- Staff Picks
- April 16, 2021
Sunshine Radio (Too Good). Review by Julius C. Lacking.
You’ve heard the tales of tempestuous duo Stan Lee and Jack Kirby… and you need the hear them again in The Wonder Years.
Pierre Comtois breaks down the first ten years of Marvel into three phases and the comics that epitomize them in his Field Guide.
The four issues collected in Twomorrows latest Jack Kirby Collector are packed with interviews, pseudo-scholarly/analytical pieces, and metric tons of artwork from comics’ favorite “working-class kid from the Bronx.”
What’s the greatest form of flattery? The fanzine, of course. Andrew Coulon digs this collection of Alter Egos from TwoMorrows.
Still depressed over that last Spider-Man movie? Matthew Moyer recommends you pick up this collection of interviews with Spidey artist extraordinaire Romita and travel back to a simpler time in Marvel Comics. Face it tiger, this is your lucky day!
All hail the lowly inker, whose work in comics is always seen but rarely noticed. Matthew Moyer takes a gander at this retrospective on Marvel’s Joe Sinnott and feels the impact.
After trolling through Comic Book Nerd‘s first issue, Matthew Moyer has only one thing to say: “Worst Comic Book Parody ever“. Or was that best?
“Flame on!” With that iconic phrase, Marvel Comics’ first super-group — the Fantastic Four — finally make their appearance on the big screen this summer. Can Tim Story’s presentation of the classic comic book possibly live up to the hype? More importantly, does the movie reach Spider-Man levels of filmmaking genius…or will it join Hulk and Elektra in the dustbin of superhero duds? Our resident Jack Kirby worshipper, Steve Stav, just might have the answer.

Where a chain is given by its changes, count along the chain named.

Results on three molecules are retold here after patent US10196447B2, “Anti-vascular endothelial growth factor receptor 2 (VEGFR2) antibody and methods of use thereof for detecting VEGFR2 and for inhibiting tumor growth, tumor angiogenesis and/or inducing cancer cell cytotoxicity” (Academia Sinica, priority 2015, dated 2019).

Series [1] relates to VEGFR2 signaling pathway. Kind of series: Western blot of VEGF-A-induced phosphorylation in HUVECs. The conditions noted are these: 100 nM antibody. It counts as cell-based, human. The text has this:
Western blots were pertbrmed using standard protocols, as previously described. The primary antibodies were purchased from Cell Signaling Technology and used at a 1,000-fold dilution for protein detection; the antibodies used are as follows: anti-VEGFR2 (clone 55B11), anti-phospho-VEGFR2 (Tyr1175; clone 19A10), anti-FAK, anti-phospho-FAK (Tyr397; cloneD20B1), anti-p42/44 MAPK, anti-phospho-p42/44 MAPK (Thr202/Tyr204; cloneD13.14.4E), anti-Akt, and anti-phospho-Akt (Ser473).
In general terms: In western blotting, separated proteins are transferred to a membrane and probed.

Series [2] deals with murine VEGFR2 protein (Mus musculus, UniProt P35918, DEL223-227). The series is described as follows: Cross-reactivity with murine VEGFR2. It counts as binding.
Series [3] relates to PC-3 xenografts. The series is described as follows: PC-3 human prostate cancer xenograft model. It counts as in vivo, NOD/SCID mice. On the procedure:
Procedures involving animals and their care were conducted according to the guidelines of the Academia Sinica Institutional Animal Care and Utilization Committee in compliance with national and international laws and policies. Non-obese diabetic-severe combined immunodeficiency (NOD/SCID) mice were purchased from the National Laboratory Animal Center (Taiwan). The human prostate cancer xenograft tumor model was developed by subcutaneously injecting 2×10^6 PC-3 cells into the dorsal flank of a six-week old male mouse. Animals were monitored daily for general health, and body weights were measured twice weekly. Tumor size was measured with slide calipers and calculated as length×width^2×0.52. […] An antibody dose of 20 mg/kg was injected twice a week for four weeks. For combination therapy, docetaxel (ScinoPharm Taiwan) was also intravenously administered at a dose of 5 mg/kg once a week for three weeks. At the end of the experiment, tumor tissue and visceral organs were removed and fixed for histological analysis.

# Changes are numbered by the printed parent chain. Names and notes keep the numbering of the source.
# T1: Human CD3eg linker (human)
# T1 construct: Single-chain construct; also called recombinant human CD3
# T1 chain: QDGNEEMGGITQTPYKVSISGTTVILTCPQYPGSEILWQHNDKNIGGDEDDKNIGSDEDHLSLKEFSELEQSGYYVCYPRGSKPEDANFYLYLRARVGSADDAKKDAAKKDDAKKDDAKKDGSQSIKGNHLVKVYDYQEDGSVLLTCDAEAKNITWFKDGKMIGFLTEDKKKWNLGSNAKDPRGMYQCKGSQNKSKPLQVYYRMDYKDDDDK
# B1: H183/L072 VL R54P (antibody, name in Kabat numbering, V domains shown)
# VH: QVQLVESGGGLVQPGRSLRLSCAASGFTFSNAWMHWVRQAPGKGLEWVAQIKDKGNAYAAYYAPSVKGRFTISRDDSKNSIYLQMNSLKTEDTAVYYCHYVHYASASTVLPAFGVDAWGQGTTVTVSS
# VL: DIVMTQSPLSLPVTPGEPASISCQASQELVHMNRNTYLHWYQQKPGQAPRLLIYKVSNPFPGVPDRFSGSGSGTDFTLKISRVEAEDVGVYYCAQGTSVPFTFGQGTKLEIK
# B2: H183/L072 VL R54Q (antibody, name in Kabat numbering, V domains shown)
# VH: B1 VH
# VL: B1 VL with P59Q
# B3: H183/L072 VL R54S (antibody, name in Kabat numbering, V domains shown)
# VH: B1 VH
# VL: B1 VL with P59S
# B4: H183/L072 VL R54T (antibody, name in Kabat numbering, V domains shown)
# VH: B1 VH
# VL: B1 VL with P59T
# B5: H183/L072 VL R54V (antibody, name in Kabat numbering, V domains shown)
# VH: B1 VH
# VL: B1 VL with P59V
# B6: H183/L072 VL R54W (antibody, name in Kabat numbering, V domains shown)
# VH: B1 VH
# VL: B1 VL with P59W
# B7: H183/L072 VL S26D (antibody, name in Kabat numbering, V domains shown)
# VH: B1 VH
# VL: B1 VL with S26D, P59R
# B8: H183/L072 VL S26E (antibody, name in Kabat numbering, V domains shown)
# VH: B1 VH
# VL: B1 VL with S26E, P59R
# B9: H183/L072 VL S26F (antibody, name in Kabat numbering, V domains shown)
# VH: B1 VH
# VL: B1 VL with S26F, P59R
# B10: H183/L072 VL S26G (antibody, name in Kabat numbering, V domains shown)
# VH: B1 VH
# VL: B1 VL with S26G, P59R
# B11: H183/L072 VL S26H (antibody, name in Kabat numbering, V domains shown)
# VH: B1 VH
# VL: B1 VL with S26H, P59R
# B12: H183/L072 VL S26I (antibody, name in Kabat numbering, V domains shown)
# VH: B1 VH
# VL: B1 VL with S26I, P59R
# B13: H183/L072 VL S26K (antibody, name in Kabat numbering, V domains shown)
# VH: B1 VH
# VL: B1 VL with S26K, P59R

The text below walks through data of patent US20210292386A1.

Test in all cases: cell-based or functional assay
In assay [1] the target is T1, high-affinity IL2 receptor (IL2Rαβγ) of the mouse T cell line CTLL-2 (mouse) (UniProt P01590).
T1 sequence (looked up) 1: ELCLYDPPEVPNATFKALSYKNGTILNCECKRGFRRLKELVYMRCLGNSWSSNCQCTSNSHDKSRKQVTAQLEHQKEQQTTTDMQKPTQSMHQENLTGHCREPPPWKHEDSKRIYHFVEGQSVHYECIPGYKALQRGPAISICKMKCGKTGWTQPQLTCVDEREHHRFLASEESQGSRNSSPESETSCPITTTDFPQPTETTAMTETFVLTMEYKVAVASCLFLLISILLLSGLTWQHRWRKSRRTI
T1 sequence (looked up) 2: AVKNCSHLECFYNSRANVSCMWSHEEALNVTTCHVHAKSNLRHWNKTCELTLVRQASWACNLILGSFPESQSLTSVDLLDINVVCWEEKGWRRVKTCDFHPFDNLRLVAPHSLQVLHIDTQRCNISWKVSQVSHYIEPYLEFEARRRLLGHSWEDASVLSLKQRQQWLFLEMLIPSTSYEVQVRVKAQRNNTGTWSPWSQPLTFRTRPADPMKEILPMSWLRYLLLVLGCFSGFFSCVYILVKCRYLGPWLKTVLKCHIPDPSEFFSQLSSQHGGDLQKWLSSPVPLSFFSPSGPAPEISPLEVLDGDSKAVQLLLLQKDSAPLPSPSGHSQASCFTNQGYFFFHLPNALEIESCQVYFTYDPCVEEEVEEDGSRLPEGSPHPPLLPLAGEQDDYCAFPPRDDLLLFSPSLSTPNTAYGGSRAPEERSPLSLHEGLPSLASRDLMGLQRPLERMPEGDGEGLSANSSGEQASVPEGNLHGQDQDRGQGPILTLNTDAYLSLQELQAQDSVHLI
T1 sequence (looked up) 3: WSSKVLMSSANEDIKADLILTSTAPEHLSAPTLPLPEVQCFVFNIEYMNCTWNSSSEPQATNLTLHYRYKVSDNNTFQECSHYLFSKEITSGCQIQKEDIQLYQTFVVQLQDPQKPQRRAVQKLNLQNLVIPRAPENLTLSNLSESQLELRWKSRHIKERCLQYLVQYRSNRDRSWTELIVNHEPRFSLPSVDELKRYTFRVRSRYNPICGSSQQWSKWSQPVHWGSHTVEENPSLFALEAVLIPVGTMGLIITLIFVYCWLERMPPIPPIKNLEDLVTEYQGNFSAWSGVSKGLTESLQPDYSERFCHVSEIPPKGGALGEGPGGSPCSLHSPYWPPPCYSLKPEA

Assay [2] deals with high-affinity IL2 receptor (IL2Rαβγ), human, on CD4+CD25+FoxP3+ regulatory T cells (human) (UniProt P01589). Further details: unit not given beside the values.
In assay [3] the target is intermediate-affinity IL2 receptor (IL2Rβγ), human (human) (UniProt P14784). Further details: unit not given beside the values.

Jack Kirby was the creator or co-creator of almost every Marvel Comics super-hero and villain you ever heard of, including The Fantastic Four, Magneto, the X-Men, and Doctor Doom. Ben Varkentine says this book may not be the place to start for newcomers, but fans will have a picnic.
Comics legend Murphy Anderson finally gets his own biography, an event big enough to draw in reformed comic geek Aaron Shaul, who actually learns a thing or two along the way.
Ben Varkentine returns to the mysterious plane of Mark Evanier’s marvelous Point Of View with a review of the writer’s new essay collection, Wertham Was Right! And it’s a gas…
Ben Varkentine introduces you to Mark Evanier’s unique and interesting "Point Of View" with a review of the writer’s new essay collection, Comic Books and Other Necessities of Life.